Opinion: 70 years since the Great Smog fight for clean air continues

The Great Smog of London has had lasting implications for Britain’s environmental policy, but more still needs to be done to ensure citizens can breathe easily.

On December 5 1952, 70 years ago today, one of the worst environmental disasters in the UK took place, as thick, smoky fog covered the streets of London.

Severe air pollution took over the city for around four days, reducing visibility and choking people’s lungs. The smog resulted in the deaths of an estimated 10,000 to 12,000 people, while 100,000 are believed to have fallen ill from the toxic air.

The city had long suffered from poor air quality, with periods of smog events, called ‘pea soupers’, creating a thick green, yellow or black fog being a common occurrence. But nothing compared to the Great Smog which is believed to be the worst air pollution event in Britain’s history.

Particularly cold weather meant city dwellers were burning more coal to keep warm, while a lack of wind meant the smog lay over the area for longer.

This led to public transport and even ambulance services being stopped, as the smog was so dense people couldn’t see more than a few metres in front of them. Concerts and events were also cancelled, and the public was encouraged to wear smog masks.

On each day over the period of fog, the city emitted 1,000 tonnes of smoke particles and 2,000 tonnes of carbon dioxide, according to the Meteorological Office.

Most worryingly, 370 tonnes of sulphur dioxide were converted into 800 tonnes of the corrosive and irritating sulphuric acid over the period. This can result in intense coughing and chest tightness.

The tragic event prompted the government to be the first country to pass a national air pollution law in 1956 to prevent more deaths, which created smoke control areas and shifted the UK towards smokeless fuels. The law was strengthened in 1968.

However, the fight for clean air is still ongoing, with an estimated 4,000 deaths in London caused by air pollution each year, according to City Hall. The first person in UK history to have air pollution listed as a cause of death is nine-year-old Ella Adoo Kissi-Debrah, who died in 2013 after an asthma attack.

It is her that a proposed piece of legislation is named after. Ella’s Law aims to enshrine the human right to clean air and to drastically improve air quality within five years of its passing.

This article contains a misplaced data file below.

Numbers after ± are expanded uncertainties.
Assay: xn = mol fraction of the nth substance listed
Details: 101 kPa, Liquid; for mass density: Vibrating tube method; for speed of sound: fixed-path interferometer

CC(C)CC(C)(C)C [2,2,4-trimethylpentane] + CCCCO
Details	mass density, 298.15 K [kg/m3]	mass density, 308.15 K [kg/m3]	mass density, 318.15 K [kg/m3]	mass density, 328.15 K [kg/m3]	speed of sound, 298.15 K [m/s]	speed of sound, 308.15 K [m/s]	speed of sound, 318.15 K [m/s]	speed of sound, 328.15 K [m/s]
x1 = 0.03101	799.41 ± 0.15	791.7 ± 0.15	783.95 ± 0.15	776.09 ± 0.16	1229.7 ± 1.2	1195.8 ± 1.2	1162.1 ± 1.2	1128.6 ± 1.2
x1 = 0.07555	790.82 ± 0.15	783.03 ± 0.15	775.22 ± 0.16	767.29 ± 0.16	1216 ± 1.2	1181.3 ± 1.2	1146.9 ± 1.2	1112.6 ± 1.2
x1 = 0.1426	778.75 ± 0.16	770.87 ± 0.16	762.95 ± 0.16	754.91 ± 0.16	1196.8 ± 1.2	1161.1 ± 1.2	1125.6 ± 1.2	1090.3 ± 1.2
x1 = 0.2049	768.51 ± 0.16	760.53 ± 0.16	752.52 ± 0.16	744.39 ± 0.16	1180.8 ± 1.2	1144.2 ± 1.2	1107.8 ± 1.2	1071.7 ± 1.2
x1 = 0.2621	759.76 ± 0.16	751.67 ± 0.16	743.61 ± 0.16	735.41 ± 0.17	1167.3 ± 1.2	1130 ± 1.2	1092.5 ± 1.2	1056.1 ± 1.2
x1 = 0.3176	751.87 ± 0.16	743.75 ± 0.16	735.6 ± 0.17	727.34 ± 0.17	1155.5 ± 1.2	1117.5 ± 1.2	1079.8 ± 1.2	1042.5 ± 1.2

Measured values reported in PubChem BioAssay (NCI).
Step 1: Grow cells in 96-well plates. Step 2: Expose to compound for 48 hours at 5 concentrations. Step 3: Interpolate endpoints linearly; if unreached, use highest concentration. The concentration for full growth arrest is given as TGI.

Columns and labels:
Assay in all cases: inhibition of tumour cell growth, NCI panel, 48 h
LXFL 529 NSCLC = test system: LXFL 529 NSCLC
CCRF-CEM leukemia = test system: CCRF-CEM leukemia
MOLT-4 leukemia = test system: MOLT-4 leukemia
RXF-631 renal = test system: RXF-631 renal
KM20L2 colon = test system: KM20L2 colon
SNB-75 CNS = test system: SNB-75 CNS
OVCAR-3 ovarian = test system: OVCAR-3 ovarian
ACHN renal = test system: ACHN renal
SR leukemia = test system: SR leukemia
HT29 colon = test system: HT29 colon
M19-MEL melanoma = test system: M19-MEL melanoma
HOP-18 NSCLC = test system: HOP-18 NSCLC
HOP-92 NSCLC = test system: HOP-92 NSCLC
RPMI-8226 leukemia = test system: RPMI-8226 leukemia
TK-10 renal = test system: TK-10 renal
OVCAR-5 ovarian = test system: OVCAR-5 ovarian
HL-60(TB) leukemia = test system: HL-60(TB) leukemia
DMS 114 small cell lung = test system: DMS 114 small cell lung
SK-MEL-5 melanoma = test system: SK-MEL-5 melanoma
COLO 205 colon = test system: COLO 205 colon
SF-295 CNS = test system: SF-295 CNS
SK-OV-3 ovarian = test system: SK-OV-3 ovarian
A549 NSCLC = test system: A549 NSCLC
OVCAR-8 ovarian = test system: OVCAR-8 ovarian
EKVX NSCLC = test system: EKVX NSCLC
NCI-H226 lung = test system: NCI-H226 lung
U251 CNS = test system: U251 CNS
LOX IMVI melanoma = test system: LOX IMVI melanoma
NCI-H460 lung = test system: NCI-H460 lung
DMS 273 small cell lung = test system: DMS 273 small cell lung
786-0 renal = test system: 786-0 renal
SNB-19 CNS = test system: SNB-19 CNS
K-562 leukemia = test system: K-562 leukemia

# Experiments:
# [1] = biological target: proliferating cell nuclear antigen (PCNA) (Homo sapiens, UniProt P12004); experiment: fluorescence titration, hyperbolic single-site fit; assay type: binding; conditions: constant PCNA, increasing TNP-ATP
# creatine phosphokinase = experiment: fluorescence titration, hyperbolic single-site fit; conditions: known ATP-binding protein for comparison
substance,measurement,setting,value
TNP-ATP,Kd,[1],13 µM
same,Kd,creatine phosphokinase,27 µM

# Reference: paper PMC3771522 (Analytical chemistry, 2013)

burning fire in black background

Also known as the Clean Air Bill, the legislation passed through the House of Lords just three days prior to the anniversary of the Great Smog of London, highlighting how far we’ve come since 1952 and how much more we have to accomplish.

Research has shown time and time again the devastating health effects of air pollution, which can even reach babies in the womb and affect their size when born. Other studies reveal links between dirty air and mental health, while toxic ash from coal is thought to be impacting the food chain.  

Ella’s Law is now heading to the House of Commons where it will be considered by MP’s, with the chance of a pioneering approach to air quality coming into force.

However, the cost-of-living crisis has put air quality at risk, as it could reduce spending on environmental policies. Additionally, households are already turning to cheaper methods of heating their homes to combat expensive energy bills – sales of logs for woodburners are reported to have jumped by 60% in September.

It’s vital air quality is not permitted to slip out of hand, when clearing up our air could not only vastly improve health, it could also help to solve the climate crisis at the same time.

70 years on from the Great Smog of London, when the effects of poor air quality were already becoming clear, we should be able to ensure people are no longer dying from toxic air.

Photos by R Spegel and Marcos Assis


Notify of
1 Comment
Oldest Most Voted
Inline Feedbacks
View all comments
1 year ago

Thank you, all very well said.

Help us break the news – share your information, opinion or analysis
Back to top